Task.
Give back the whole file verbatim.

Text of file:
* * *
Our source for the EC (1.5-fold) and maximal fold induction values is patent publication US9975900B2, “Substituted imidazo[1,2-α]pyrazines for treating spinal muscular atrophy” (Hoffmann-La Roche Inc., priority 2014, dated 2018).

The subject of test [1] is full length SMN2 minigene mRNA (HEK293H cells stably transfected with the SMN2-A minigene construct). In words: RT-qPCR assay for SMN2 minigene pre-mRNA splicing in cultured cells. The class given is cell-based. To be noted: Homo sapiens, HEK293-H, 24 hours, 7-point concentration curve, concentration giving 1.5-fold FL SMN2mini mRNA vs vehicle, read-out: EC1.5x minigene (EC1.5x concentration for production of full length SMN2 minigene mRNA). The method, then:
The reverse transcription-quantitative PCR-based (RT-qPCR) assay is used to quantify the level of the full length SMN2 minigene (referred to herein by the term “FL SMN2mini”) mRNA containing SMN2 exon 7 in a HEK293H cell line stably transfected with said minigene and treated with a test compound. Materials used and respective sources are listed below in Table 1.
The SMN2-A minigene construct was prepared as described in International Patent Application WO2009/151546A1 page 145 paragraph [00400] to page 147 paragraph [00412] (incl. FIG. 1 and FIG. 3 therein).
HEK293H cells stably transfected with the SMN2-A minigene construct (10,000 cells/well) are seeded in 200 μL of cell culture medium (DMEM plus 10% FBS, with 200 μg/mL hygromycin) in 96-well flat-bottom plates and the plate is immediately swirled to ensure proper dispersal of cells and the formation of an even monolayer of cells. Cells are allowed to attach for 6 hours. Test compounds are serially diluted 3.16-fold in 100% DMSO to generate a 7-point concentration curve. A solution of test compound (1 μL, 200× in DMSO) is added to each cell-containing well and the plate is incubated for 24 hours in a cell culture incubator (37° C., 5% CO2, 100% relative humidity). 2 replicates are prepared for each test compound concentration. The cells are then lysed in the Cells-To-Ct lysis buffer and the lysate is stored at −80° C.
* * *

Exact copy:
Our source for the EC (1.5-fold) and maximal fold induction values is patent publication US9975900B2, “Substituted imidazo[1,2-α]pyrazines for treating spinal muscular atrophy” (Hoffmann-La Roche Inc., priority 2014, dated 2018).

The subject of test [1] is full length SMN2 minigene mRNA (HEK293H cells stably transfected with the SMN2-A minigene construct). In words: RT-qPCR assay for SMN2 minigene pre-mRNA splicing in cultured cells. The class given is cell-based. To be noted: Homo sapiens, HEK293-H, 24 hours, 7-point concentration curve, concentration giving 1.5-fold FL SMN2mini mRNA vs vehicle, read-out: EC1.5x minigene (EC1.5x concentration for production of full length SMN2 minigene mRNA). The method, then:
The reverse transcription-quantitative PCR-based (RT-qPCR) assay is used to quantify the level of the full length SMN2 minigene (referred to herein by the term “FL SMN2mini”) mRNA containing SMN2 exon 7 in a HEK293H cell line stably transfected with said minigene and treated with a test compound. Materials used and respective sources are listed below in Table 1.
The SMN2-A minigene construct was prepared as described in International Patent Application WO2009/151546A1 page 145 paragraph [00400] to page 147 paragraph [00412] (incl. FIG. 1 and FIG. 3 therein).
HEK293H cells stably transfected with the SMN2-A minigene construct (10,000 cells/well) are seeded in 200 μL of cell culture medium (DMEM plus 10% FBS, with 200 μg/mL hygromycin) in 96-well flat-bottom plates and the plate is immediately swirled to ensure proper dispersal of cells and the formation of an even monolayer of cells. Cells are allowed to attach for 6 hours. Test compounds are serially diluted 3.16-fold in 100% DMSO to generate a 7-point concentration curve. A solution of test compound (1 μL, 200× in DMSO) is added to each cell-containing well and the plate is incubated for 24 hours in a cell culture incubator (37° C., 5% CO2, 100% relative humidity). 2 replicates are prepared for each test compound concentration. The cells are then lysed in the Cells-To-Ct lysis buffer and the lysate is stored at −80° C.